You can read Amanda’s story in her own words; please, do. The many subsequent posts are for Amanda as well as inspired by her. I thank her for sharing her time and story with me so I can share it with you in hopes you will share it with others.
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Amanda nailed this situation during our call when she said, “This is bigger than me.” She explained her actions – reaching out to colleagues via emails and social media – is not about revenge or getting even with any organization. She understands the Arizona Board of Nursing must investigate her because she was reported, however, the reason she was reported – a case management consult construed as a medical order – is the bothersome part. “We all make mistakes, realize them, use them to change, give thanks for them, and move on. If I had done something wrong, I could take it. If I had done something wrong.”
Amanda’s story is a ripple culminating in a tsunami of change and ideas and discussions. When asked what she’d like other nurses to know, she provided three thoughts:
1. Don’t be afraid to speak up when you see your patients in danger. “If we lose that, we lose the foundational fabric of our profession.” She’s right. Nurses are patient advocates, possibly the last advocate the patient has nearby, often advocating behind the scenes where patients and families do not even see or know. Amanda encourages every nurse to be familiar with the Nursing Code of Ethics, to make it more than a school textbook. Keep it at your side, and use it in daily nursing practice. Amanda admits, “It’s not easy standing up for the patient.” No, no it’s not, especially in light of Amanda’s current situation. Still, it’s our duty and moral obligation to do so.
2. Stop bullying each other. “Nurses have to stop the back-stabbing. When we tear each other down, we diminish our profession.” Without a doubt, it’s the part of nursing culture that is starting to move out of the shadows. It wasn’t until a few years ago when we started talking about bullying within our profession. We must make serious strides toward improvement, and it will take each and every one of us working together to accomplish such an insidious culture shift.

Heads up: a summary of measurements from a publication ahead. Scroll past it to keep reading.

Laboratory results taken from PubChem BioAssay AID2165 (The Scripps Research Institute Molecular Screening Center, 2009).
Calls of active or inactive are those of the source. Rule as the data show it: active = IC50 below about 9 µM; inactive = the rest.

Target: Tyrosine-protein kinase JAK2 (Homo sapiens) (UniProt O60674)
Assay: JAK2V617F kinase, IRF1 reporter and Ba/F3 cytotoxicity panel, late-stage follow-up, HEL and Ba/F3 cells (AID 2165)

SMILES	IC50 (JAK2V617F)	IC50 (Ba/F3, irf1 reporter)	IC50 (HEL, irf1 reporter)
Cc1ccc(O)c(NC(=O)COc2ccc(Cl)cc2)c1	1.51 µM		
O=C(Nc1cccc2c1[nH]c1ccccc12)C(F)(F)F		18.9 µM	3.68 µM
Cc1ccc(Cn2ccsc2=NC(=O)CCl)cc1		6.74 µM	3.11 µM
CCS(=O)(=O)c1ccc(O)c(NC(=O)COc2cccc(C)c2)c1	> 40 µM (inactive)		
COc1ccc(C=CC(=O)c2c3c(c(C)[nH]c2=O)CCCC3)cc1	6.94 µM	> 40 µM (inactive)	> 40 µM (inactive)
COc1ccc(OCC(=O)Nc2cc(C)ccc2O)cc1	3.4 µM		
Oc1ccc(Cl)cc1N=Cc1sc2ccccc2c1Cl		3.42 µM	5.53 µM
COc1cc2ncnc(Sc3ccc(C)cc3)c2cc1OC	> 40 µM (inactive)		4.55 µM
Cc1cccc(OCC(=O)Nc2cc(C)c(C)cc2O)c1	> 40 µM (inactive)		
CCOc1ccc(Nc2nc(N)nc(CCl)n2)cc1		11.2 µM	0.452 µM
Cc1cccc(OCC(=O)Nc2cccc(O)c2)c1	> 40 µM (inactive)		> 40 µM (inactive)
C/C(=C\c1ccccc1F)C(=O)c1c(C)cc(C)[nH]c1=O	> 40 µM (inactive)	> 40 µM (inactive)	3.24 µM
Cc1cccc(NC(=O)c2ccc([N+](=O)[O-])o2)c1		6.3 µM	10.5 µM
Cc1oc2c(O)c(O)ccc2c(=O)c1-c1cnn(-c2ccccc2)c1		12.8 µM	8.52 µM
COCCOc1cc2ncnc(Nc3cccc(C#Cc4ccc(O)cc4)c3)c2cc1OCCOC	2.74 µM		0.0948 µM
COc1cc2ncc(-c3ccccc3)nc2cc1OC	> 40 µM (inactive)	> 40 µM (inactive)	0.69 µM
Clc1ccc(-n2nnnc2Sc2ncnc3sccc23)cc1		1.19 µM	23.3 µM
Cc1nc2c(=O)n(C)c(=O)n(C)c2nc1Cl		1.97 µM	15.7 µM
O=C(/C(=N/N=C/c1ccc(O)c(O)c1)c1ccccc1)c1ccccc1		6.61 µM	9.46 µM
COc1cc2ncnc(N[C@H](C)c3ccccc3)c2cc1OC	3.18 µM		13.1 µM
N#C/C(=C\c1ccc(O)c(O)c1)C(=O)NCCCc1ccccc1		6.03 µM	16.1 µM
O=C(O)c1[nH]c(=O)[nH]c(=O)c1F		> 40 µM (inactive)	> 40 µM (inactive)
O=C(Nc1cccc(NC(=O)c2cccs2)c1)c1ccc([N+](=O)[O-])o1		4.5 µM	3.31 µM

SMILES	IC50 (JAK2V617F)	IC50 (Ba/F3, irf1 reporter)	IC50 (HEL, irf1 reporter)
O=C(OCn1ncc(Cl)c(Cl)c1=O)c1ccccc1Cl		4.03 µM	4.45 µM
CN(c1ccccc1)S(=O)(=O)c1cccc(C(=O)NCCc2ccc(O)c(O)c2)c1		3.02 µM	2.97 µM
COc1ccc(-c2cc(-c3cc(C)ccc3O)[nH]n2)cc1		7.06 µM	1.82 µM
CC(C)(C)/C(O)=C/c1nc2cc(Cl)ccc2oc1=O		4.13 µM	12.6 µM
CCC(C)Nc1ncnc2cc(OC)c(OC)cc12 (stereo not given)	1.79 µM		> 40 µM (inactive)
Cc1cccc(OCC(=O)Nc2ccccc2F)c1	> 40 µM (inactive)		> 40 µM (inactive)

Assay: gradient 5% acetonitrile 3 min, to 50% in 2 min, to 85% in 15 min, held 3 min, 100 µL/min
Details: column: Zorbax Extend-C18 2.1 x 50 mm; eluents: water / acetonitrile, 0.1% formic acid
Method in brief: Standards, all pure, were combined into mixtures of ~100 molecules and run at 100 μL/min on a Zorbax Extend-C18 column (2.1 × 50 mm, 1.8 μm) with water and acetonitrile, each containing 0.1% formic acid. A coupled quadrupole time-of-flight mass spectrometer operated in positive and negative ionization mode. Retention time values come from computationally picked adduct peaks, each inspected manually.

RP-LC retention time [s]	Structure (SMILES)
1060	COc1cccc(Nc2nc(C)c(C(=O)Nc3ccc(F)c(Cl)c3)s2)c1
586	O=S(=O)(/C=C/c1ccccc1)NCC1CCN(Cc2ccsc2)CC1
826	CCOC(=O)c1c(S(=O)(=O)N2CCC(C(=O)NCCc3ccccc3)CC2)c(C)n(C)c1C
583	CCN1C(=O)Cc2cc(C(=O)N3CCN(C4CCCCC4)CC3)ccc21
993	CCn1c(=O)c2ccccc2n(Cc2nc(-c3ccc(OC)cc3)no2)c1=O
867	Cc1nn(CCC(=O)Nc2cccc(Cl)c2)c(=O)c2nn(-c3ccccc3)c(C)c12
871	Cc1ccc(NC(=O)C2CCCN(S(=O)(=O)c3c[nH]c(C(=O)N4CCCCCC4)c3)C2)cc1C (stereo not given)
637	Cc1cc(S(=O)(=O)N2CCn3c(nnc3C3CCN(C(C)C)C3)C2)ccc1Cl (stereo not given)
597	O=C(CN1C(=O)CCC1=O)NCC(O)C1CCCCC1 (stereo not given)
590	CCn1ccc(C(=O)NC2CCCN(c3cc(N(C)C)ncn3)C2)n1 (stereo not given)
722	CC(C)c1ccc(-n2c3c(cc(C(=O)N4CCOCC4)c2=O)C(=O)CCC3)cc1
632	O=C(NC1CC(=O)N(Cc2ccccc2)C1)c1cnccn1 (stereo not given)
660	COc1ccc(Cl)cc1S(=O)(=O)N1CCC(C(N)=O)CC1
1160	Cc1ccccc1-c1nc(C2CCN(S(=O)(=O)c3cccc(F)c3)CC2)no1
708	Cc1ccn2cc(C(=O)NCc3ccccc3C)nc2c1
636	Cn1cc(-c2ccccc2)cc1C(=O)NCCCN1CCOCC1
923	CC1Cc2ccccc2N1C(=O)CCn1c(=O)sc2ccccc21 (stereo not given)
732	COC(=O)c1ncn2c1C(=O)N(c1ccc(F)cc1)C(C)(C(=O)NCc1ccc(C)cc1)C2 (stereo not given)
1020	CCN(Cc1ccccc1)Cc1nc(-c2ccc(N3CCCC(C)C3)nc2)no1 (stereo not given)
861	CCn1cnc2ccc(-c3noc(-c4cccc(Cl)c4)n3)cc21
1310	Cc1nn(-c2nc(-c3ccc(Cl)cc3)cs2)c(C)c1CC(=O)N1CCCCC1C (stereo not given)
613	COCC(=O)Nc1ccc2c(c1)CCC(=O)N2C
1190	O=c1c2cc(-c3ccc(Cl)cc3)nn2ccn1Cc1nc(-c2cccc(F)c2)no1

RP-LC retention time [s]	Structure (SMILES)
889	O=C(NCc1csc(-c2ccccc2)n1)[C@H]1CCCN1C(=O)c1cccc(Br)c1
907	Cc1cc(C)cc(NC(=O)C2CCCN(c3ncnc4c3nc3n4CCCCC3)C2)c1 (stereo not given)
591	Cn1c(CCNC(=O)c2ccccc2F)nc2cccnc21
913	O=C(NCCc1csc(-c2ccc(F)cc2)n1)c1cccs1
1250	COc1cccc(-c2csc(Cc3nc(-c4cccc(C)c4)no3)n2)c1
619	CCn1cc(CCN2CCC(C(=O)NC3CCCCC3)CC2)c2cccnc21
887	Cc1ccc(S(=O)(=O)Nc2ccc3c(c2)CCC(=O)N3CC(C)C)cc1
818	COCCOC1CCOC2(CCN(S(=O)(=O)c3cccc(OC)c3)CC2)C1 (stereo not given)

3. One person can make a difference. It happens every day. “It’s the ripple effect,” Amanda pointed out so appropriately (and so inspired this blog series titles). “Sometimes you have to do the scary things to make a difference.” True. Nursing is full of scary moments, few of which I ever thought would be related to educating patients or asking for a case manager to speak to a patient. Still, one person is powerful. It only takes one person – one – to change a patient’s outcome.
Astute suggestions in the face of adversity. I expect nothing less from my nursing colleague. Her words ring in my ears. I hope they linger in yours, as well.
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There are numerous ways to support Amanda Trujillo, RN, MSN. Join the Nurse Up Facebook page. Donate to her cause. (Remember, no nursing advocacy organization is currently standing with her.) Share her story with your nursing colleagues and local media outlets.